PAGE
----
Mansfield, Shawn D.
    Zhou, Yihua
    Persson, Staffan
    Two Complementary Mechanisms Underpin Cell Wall Patterning during Xylem Vessel Development2017Ingår i: The Plant Cell, ISSN 1040-4651, E-ISSN 1532-298X, Vol. 29, nr 10, s. 2433-2449Artikel i tidskrift (Refereegranskat)
    Abstract [en]

    The evolution of the plant vasculature was essential for the emergence of terrestrial life. Xylem vessels are solute-transporting elements in the vasculature that possess secondary wall thickenings deposited in intricate patterns. Evenly dispersed microtubule (MT) bands support the formation of these wall thickenings, but how the MTs direct cell wall synthesis during this process remains largely unknown. Cellulose is the major secondary wall constituent and is synthesized by plasma membrane-localized cellulose synthases (CesAs) whose catalytic activity propels them through the membrane. We show that the protein CELLULOSE SYNTHASE INTERACTING1 (CSI1)/POM2 is necessary to align the secondary wall CesAs and MTs during the initial phase of xylem vessel development in Arabidopsis thaliana and rice (Oryza sativa). Surprisingly, these MT-driven patterns successively become imprinted and sufficient to sustain the continued progression of wall thickening in the absence of MTs and CSI1/POM2 function. Hence, two complementary principles underpin wall patterning during xylem vessel development.

  • 30.
    Serk, Henrik
    et al.
    Umeå universitet, Teknisk-naturvetenskapliga fakulteten, Institutionen för fysiologisk botanik. Umeå universitet, Teknisk-naturvetenskapliga fakulteten, Umeå Plant Science Centre (UPSC).
    Gorzsás, András
    Umeå universitet, Teknisk-naturvetenskapliga fakulteten, Kemiska institutionen.
    Tuominen, Hannele
    Umeå universitet, Teknisk-naturvetenskapliga fakulteten, Institutionen för fysiologisk botanik. Umeå universitet, Teknisk-naturvetenskapliga fakulteten, Umeå Plant Science Centre (UPSC).
    Pesquet, Edouard
    Umeå universitet, Teknisk-naturvetenskapliga fakulteten, Institutionen för fysiologisk botanik. Umeå universitet, Teknisk-naturvetenskapliga fakulteten, Umeå Plant Science Centre (UPSC).
    Cooperative lignification of xylem tracheary elements2015Ingår i: Plant Signalling & Behavior, ISSN 1559-2316, E-ISSN 1559-2324, Vol. 10, nr 4, artikel-id e1003753Artikel i tidskrift (Refereegranskat)
    Abstract [en]

    The development of xylem tracheary elements (TEs) – the hydro-mineral sap conducting cells - has been an evolutionary breakthrough to enable long distance nutrition and upright growth of vascular land plants. To allow sap conduction, TEs form hollow laterally reinforced cylinders by combining programmed cell death and secondary cell wall formation. To ensure their structural resistance for sap conduction, TE cell walls are reinforced with the phenolic polymer lignin, which is deposited after TE cell death by the cooperative supply of monomers and other substrates from the surrounding living cells.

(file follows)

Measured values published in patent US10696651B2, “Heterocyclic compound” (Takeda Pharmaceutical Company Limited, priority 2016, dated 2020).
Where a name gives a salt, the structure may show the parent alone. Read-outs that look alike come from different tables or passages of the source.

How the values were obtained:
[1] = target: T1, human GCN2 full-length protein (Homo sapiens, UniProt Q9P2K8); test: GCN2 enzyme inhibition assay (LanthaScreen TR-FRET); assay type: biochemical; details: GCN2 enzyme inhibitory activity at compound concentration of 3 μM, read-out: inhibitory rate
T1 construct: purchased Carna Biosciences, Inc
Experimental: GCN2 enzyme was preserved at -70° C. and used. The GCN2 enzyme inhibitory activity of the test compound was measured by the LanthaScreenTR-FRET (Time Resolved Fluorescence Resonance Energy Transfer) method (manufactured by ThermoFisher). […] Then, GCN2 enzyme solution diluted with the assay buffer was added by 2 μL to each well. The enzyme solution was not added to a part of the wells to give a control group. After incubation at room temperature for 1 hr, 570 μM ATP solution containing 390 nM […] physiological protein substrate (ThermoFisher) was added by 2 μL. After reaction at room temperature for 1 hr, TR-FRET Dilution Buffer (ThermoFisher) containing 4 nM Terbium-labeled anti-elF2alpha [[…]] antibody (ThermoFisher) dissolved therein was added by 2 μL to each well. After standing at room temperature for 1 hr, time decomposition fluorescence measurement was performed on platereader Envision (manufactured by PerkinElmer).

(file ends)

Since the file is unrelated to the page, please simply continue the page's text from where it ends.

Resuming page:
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  • 31. Sundell, David
    et al.
    Street, Nathaniel R.
    Kumar, Manoj
    Mellerowicz, Ewa J.
    Kucukoglu, Melis
    Johnsson, Christoffer
    Kumar, Vikash
    Mannapperuma, Chanaka
    Delhomme, Nicolas
    Nilsson, Ove
    Tuominen, Hannele
    Pesquet, Edouard
    Stockholms universitet, Naturvetenskapliga fakulteten, Institutionen för ekologi, miljö och botanik. Umeå University, Sweden.
    Fischer, Urs
    Niittylä, Totte
    Sundberg, Björn
    Hvidsten, Torgeir R.
    AspWood: High-Spatial-Resolution Transcriptome Profiles Reveal Uncharacterized Modularity of Wood Formation in Populus tremula2017Ingår i: The Plant Cell, ISSN 1040-4651, E-ISSN 1532-298X, Vol. 29, nr 7, s. 1585-1604Artikel i tidskrift (Refereegranskat)
    Abstract [en]

    Trees represent the largest terrestrial carbon sink and a renewable source of ligno-cellulose. There is significant scope for yield and quality improvement in these largely undomesticated species, and efforts to engineer elite varieties will benefit from improved understanding of the transcriptional network underlying cambial growth and wood formation. We generated high-spatial-resolution RNA sequencing data spanning the secondary phloem, vascular cambium, and wood-forming tissues of Populus tremula. The transcriptome comprised 28,294 expressed, annotated genes, 78 novel protein-coding genes, and 567 putative long intergenic noncoding RNAs. Most paralogs originating from the Salicaceae whole-genome duplication had diverged expression, with the exception of those highly expressed during secondary cell wall deposition. Coexpression network analyses revealed that regulation of the transcriptome underlying cambial growth and wood formation comprises numerous modules forming a continuum of active processes across the tissues. A comparative analysis revealed that a majority of these modules are conserved in Picea abies. The high spatial resolution of our data enabled identification of novel roles for characterized genes involved in xylan and cellulose biosynthesis, regulators of xylem vessel and fiber differentiation and lignification. An associated web resource (AspWood, http://aspwood.popgenie.org) provides interactive tools for exploring the expression profiles and coexpression network.